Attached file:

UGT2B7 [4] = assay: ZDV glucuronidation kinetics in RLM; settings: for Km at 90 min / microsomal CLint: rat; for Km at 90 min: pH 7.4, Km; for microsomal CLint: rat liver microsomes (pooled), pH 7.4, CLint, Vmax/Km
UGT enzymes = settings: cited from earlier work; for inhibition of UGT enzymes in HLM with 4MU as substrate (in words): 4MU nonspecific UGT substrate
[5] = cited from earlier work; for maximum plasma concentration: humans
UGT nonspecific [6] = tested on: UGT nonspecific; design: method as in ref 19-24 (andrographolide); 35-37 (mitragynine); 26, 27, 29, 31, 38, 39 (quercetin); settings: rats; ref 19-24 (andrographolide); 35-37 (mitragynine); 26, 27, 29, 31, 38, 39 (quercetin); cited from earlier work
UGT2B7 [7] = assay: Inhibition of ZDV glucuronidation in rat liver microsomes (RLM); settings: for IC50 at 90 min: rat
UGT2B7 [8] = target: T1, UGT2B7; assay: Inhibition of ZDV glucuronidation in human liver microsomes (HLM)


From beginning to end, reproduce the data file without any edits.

UGT2B7 [4] = assay: ZDV glucuronidation kinetics in RLM; settings: for Km at 90 min / microsomal CLint: rat; for Km at 90 min: pH 7.4, Km; for microsomal CLint: rat liver microsomes (pooled), pH 7.4, CLint, Vmax/Km
UGT enzymes = settings: cited from earlier work; for inhibition of UGT enzymes in HLM with 4MU as substrate (in words): 4MU nonspecific UGT substrate
[5] = cited from earlier work; for maximum plasma concentration: humans
UGT nonspecific [6] = tested on: UGT nonspecific; design: method as in ref 19-24 (andrographolide); 35-37 (mitragynine); 26, 27, 29, 31, 38, 39 (quercetin); settings: rats; ref 19-24 (andrographolide); 35-37 (mitragynine); 26, 27, 29, 31, 38, 39 (quercetin); cited from earlier work
UGT2B7 [7] = assay: Inhibition of ZDV glucuronidation in rat liver microsomes (RLM); settings: for IC50 at 90 min: rat
UGT2B7 [8] = target: T1, UGT2B7; assay: Inhibition of ZDV glucuronidation in human liver microsomes (HLM)